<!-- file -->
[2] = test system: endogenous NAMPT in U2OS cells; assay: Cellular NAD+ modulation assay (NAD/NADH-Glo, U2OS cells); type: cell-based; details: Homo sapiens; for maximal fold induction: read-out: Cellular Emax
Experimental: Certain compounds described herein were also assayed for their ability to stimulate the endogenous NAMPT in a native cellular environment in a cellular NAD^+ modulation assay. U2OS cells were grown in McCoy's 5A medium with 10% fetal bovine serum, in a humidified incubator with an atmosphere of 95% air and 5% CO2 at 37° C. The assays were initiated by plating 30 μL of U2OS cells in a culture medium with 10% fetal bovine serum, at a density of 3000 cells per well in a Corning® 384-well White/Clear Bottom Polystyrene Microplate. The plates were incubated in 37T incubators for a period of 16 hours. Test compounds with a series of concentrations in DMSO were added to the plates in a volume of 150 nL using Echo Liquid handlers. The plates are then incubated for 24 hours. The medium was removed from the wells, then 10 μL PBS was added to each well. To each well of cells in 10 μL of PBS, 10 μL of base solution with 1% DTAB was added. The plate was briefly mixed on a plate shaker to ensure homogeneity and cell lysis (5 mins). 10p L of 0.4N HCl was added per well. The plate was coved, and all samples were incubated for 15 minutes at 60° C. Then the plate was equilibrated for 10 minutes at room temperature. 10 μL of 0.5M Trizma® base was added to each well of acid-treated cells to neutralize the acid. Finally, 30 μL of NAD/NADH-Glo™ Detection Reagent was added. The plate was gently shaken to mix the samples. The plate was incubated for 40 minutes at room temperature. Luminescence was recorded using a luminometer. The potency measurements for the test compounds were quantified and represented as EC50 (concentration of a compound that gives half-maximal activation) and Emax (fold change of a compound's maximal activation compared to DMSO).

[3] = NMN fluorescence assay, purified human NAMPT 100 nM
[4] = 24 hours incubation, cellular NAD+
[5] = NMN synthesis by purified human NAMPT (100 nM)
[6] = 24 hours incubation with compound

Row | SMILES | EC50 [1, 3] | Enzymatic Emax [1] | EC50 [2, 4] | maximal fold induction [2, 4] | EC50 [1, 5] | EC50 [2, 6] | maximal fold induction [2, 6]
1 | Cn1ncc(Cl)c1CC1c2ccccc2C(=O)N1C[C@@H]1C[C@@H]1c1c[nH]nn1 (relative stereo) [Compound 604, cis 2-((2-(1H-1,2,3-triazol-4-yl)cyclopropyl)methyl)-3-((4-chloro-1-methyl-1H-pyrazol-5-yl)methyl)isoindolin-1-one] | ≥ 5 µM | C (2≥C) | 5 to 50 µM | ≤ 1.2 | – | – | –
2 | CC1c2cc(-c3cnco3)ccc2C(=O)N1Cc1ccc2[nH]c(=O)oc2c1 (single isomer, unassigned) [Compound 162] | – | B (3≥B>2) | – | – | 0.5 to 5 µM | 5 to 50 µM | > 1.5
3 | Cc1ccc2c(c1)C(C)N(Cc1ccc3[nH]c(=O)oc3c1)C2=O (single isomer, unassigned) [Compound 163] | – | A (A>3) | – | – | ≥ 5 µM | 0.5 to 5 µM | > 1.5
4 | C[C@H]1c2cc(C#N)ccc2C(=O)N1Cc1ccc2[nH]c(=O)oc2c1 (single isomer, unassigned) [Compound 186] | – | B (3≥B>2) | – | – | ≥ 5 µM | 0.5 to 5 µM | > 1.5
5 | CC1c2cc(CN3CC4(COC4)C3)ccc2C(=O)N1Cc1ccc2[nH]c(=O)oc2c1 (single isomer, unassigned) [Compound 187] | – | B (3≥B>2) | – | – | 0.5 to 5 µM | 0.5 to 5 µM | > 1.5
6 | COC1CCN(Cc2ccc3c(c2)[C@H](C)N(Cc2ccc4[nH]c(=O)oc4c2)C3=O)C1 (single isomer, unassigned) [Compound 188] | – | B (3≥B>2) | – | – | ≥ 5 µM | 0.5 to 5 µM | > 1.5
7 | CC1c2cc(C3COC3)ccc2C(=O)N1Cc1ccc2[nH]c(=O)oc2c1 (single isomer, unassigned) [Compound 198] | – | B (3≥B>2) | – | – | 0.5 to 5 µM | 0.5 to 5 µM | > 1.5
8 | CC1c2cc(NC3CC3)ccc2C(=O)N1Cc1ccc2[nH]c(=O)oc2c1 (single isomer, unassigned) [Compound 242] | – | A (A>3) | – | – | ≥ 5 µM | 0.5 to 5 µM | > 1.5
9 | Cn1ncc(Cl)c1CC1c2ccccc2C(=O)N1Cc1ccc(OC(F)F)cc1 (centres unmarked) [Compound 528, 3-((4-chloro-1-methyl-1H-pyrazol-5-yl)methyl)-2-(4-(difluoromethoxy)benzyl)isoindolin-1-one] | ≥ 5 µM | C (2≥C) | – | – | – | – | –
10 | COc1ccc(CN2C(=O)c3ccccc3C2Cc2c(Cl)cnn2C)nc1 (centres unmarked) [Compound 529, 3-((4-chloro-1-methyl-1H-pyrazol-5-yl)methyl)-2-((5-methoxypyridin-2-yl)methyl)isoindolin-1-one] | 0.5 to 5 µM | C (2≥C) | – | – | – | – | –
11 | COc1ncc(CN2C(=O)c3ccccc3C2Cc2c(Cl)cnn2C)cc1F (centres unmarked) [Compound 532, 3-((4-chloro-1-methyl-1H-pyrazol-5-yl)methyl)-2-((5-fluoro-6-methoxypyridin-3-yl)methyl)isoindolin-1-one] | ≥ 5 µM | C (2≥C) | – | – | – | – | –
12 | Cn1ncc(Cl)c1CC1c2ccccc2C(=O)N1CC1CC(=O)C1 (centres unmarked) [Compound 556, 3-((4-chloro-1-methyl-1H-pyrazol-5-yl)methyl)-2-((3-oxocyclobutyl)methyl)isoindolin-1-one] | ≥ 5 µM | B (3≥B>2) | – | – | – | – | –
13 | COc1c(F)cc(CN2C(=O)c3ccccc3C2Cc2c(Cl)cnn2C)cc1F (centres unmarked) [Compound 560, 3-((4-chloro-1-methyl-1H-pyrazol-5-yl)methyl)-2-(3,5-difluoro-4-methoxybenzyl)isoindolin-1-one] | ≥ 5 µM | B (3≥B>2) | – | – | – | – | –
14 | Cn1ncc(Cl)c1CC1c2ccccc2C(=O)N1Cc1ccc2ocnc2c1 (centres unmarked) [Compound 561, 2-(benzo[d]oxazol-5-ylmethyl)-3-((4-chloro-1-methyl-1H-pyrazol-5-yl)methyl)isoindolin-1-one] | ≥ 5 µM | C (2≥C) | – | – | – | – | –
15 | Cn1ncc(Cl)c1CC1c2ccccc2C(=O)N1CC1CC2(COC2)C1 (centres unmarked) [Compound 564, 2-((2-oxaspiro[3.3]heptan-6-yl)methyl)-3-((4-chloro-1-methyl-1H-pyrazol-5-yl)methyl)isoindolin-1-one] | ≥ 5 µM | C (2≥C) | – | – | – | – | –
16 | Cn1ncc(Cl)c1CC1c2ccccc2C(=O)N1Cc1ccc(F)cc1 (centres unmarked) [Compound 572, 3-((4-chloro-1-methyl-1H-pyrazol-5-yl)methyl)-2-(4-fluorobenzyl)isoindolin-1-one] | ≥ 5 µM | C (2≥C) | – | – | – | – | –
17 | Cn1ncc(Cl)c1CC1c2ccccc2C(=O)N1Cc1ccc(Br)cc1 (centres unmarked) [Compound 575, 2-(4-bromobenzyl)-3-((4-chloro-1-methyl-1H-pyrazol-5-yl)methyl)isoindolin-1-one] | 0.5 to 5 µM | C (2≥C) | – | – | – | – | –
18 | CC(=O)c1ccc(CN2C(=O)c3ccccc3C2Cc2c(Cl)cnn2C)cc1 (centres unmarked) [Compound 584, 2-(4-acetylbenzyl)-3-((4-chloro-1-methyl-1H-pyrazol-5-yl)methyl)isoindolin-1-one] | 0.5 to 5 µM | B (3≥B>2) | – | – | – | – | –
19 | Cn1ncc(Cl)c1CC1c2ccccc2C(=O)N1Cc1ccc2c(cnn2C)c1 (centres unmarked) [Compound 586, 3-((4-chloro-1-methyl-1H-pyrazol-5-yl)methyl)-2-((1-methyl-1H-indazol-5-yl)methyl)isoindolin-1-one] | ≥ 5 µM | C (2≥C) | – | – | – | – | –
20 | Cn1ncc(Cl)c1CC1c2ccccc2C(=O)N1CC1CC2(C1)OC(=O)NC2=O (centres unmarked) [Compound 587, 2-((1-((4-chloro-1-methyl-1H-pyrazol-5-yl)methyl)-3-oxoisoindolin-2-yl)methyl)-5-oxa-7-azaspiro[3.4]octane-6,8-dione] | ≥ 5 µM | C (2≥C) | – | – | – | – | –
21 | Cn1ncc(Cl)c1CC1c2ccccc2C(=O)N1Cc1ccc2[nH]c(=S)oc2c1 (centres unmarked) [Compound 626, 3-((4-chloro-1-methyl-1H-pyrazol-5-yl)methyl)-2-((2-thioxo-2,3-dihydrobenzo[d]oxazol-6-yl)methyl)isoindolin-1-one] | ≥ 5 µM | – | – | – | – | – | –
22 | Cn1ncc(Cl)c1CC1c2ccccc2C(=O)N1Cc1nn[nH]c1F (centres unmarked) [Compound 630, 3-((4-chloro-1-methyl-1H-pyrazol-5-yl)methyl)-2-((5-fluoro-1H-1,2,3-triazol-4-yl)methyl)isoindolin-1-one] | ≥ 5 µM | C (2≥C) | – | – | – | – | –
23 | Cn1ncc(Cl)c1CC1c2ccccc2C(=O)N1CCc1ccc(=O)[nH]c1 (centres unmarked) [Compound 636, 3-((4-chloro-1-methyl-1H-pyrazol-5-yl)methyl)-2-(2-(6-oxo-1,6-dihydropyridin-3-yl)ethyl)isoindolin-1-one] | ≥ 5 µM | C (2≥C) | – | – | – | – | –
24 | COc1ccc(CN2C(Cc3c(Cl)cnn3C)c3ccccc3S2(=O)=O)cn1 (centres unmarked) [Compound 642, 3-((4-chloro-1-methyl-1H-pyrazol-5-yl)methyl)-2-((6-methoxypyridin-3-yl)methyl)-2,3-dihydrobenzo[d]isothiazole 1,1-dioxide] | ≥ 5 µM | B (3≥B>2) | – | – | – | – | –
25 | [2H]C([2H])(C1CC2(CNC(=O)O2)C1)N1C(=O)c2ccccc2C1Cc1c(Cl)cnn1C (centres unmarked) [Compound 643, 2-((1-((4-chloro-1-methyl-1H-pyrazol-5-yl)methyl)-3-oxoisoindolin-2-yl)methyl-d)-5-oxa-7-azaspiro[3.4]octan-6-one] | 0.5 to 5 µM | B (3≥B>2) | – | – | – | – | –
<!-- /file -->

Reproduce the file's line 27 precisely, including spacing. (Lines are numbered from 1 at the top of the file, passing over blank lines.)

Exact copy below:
20 | Cn1ncc(Cl)c1CC1c2ccccc2C(=O)N1CC1CC2(C1)OC(=O)NC2=O (centres unmarked) [Compound 587, 2-((1-((4-chloro-1-methyl-1H-pyrazol-5-yl)methyl)-3-oxoisoindolin-2-yl)methyl)-5-oxa-7-azaspiro[3.4]octane-6,8-dione] | ≥ 5 µM | C (2≥C) | – | – | – | – | –